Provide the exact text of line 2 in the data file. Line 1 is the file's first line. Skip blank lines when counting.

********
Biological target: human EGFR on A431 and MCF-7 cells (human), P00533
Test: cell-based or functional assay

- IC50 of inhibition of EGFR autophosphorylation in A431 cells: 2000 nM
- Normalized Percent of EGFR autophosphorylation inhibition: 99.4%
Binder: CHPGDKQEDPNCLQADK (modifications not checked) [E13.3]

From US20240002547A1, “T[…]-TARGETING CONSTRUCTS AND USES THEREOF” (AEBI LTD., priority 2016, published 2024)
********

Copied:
Test: cell-based or functional assay